- The Washington Times - Monday, October 3, 2011

Rex Grossman inhaled deeply late Sunday afternoon before he stared into the cameras and explained the interception that jeopardized the Washington Redskins‘ seven-point fourth-quarter lead over the St. Louis Rams.

All he saw on the play was a wide open Santana Moss, he said. Rams middle linebacker James Laurinaitis, who dropped in coverage and undercut the route, escaped his vision until it was too late.

“I can’t let that happen,” Grossman said. “That’s definitely a mistake on my part.”

To his credit, Grossman has been forthcoming while discussing his gaffes and has taken responsibility for them during the Redskins‘ 3-1 start. The downside is that he has had quite a few opportunities to do so.

Although Washington reached its bye week tied for first place in the NFC East, Grossman has not proved he can escape his reputation as a quarterback prone to turning the ball over. He has five interceptions and two lost fumbles in four games.

And considering the Redskins‘ offense has not accounted for more than 22 points in any game, their fate might just depend on whether Grossman can start protecting the ball.

“You have to have a guy who … knows when he does make mistakes that he’s going to keep on getting better and kind of keep on pushing himself and grinding,” coach Mike Shanahan said Monday.

Perhaps the most distressing element, then, of Grossman’s late interception against the Rams is that he was intercepted on a similar play against Dallas the previous week.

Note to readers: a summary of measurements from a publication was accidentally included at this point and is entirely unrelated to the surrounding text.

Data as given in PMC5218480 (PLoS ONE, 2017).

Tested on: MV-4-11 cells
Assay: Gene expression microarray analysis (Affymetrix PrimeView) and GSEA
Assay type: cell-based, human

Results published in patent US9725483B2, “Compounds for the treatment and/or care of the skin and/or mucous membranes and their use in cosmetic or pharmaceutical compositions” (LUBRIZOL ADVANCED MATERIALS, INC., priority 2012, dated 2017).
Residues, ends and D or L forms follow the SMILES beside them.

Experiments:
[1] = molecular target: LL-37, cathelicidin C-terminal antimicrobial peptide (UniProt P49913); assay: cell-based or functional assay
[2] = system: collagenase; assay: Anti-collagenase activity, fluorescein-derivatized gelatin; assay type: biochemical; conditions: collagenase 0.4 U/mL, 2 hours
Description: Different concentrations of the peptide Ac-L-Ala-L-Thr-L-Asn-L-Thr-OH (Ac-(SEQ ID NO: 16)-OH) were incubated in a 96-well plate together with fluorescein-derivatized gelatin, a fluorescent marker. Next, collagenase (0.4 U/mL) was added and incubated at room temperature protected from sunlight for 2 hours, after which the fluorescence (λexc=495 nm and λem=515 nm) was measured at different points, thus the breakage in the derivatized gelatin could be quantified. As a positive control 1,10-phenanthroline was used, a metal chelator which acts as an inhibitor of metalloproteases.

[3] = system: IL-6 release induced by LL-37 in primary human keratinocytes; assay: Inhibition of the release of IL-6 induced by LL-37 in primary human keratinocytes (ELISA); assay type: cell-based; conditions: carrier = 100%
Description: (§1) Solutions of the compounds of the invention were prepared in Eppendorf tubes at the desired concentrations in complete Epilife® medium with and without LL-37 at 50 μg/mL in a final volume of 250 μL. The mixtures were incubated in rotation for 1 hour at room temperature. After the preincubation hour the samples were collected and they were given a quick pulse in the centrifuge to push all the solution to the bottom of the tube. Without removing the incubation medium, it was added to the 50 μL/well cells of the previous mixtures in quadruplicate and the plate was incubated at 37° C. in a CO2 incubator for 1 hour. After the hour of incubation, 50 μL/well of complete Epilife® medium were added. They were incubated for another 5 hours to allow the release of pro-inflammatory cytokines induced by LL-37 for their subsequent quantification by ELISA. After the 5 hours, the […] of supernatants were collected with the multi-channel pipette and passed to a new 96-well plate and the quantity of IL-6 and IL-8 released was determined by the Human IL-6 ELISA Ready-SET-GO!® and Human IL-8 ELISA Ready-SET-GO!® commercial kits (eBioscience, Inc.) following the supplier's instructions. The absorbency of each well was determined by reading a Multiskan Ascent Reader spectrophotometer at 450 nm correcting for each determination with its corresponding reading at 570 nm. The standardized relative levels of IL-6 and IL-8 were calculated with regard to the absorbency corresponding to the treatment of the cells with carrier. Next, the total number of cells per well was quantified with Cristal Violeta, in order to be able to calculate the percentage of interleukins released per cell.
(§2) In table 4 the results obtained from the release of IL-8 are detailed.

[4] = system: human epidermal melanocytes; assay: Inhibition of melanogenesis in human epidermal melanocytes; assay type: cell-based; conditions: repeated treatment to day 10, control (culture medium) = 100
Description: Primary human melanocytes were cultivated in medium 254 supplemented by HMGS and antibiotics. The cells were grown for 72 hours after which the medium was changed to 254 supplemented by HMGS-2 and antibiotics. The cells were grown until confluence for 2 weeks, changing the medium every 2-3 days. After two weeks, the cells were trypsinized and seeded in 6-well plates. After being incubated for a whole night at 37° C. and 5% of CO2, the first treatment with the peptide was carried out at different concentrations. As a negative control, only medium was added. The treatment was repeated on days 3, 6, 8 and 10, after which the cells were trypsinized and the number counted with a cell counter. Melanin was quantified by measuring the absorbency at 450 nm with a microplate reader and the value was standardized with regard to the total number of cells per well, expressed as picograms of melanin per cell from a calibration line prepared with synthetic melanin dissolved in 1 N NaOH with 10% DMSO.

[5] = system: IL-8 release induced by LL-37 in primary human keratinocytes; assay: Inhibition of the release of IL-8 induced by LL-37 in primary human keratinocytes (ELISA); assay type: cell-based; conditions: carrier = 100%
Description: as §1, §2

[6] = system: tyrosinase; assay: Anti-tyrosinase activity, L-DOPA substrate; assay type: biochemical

On both occasions, Grossman threw to his left to a receiver he believed was open. Both times he admittedly did not see the inside linebacker who swooped in from the right.

“Some [turnovers] you can avoid, and the ones that I can avoid [I must] continue to get better at,” Grossman said. “The ones that you can’t avoid, that’s part of football. If you want to break those down, too, that might be an interesting stat as well.”

Grossman was defending himself against a stat a reporter mentioned: He has turned the ball over 14 times in seven starts dating to last December.

His point had some merit. On his first interception Sunday, for example, his accurate throw slipped through Moss‘ hands and into cornerback Justin King’s grasp.

And take Grossman’s second interception against Arizona in Week 2. He appeared to lead Anthony Armstrong perfectly over the middle, but Armstrong’s defender held him. The infraction was not penalized, and the ball tipped off Armstrong’s fingers and into the hands of Cardinals defensive back Richard Marshall.

But if you take away those miscues, you must consider the potential interception that Rams safety Darian Stewart dropped just before halftime. He jumped a slant to Moss and the ball hit him in the hands. Stewart might have been returned it for a touchdown, but he dropped it.

In other words, some of Grossman’s turnovers weren’t his fault, but he also has gotten away with some poor decisions that don’t show up on the stat sheet.

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